Guito Conte of Tregeagle, on his farm and about to talk to a group from the Australian Macademia Society, how he employed successful growing techniques over the years. Photo Mireille Merlet-Shaw / Northern Star
Guito Conte of Tregeagle, on his farm and about to talk to a group from the Australian Macademia Society, how he employed successful growing techniques over the years. Photo Mireille Merlet-Shaw / Northern Star Mireille Merlet-Shaw

Macadamia farmer chops half his trees, hits paydirt

EIGHT years ago, faced with rock-bottom macadamia prices and a declining harvest, maca farmer Guido Conte made a drastic move which could have cost him the farm.

He chopped down half of his precious macadamia trees, sacrificing every second row.

At that time macadamia properties were valued on their number of trees so most farmers would barely contemplate the idea.

But Mr Conte had nothing to lose.

Back then macas were fetching about $1.40 a kilogram and his orchard was in serious decline, falling to two tonnes of harvestable nuts a hectare.

Mr Conte reasoned that cutting every second row out might let the surviving trees expand their canopies and ultimately produce more nuts.

"I thought 'what have I got to lose'," he said.

TWO WORDS: Tregeagle macadamia farmer Guido Conte talks about his production techniques during a Australian Macadamia Society tour of his farm.
TWO WORDS: Tregeagle macadamia farmer Guido Conte talks about his production techniques during a Australian Macadamia Society tour of his farm. Mireille Merlet

The big gamble paid off.

Within four years his trees were producing four tonnes per hectare and today they produce five tonnes per hectare - 250% of their former production.

"In total, it's gone up to producing 10 tonnes from four tonnes," Mr Conte said.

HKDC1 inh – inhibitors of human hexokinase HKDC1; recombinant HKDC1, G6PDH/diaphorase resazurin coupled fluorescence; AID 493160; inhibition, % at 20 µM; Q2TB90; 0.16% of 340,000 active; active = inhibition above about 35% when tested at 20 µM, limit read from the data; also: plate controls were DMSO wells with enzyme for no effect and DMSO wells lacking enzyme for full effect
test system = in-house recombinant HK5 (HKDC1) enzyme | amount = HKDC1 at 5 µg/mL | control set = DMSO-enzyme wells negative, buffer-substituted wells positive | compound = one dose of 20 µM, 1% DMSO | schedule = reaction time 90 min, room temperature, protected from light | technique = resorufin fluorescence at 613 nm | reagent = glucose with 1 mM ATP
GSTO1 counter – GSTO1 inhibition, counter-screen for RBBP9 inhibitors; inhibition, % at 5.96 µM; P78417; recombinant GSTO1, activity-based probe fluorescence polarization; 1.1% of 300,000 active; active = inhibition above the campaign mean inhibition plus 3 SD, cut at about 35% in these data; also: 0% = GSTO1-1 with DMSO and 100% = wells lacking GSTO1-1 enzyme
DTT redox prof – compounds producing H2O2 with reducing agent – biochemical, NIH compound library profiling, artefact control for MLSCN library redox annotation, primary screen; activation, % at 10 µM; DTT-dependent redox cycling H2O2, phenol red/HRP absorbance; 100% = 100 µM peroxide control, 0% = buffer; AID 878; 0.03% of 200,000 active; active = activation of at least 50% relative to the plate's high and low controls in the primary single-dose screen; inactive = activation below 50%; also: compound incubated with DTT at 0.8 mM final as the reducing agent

He left a few rows of trees in their original state and the difference is stark.

The new orchard's big, round canopies are flowering from top to bottom but the old orchard is decrepit.

Where green grass grows underfoot in the new orchard, the old has bare dirt.

"Here I've got grass, so I'm protecting my topsoil," Mr Conte said.

"Up there (pointing to the old orchard) I'm picking up one and a half to two tonne a hectare, down here I'm picking up five," he said.

Mr Conte was one of the pioneers and many farmers are following suit.

His success was the reason more than 200 fellow macadamia farmers visited his property during field trips organised by the Australian Macadamia Society on Saturday and last Thursday.

AMS spokesman Robbie Commens said the local industry was to enter a decade of prosperity after a tough few years.

"We're in the final stages of going from a boutique industry to a professional industry," Mr Commens said.

A strategic decision made by the industry 20 years ago to focus mainly on exports was finally paying off, with the current farm gate price of $4.50 per kg an indicator of unmet overseas demand.

In 2015 a record harvest of 47,000 tonnes is expected, 70% bound for the export market.

"Historically US and Europe have been our main markets, but now Asia is our biggest market," Mr Commens said.

"It's the Asian Century, and we're in a great position to benefit from it," he said.

"Australia is absolutely the world leader and it's a $100 million local industry here on the Northern Rivers."

And these days properties are valued on their production per hectare, not their number of trees.



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